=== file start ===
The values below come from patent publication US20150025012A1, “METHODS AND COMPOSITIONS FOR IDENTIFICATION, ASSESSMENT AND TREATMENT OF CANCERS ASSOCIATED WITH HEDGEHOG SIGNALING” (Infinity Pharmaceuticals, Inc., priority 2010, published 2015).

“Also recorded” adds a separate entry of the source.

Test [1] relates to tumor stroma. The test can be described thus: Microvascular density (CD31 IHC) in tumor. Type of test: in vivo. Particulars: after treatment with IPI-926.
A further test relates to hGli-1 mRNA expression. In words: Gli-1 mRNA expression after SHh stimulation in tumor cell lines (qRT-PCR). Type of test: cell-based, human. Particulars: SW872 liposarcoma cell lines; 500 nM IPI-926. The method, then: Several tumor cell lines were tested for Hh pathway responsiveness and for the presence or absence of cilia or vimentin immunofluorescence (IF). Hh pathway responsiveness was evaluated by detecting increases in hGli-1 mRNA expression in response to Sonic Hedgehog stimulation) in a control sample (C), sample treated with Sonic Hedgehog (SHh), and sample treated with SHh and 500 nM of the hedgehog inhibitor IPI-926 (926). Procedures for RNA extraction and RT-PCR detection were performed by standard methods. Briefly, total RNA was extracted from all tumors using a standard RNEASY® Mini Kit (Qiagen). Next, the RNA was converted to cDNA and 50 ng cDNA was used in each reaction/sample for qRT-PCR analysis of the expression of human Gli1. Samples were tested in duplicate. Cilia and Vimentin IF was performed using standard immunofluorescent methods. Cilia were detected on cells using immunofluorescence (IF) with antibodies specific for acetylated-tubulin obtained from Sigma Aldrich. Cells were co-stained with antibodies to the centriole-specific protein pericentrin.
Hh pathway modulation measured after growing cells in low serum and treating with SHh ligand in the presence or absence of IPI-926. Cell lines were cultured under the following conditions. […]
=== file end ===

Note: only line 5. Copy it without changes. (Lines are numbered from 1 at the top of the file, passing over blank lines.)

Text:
Hh pathway modulation measured after growing cells in low serum and treating with SHh ligand in the presence or absence of IPI-926. Cell lines were cultured under the following conditions. […]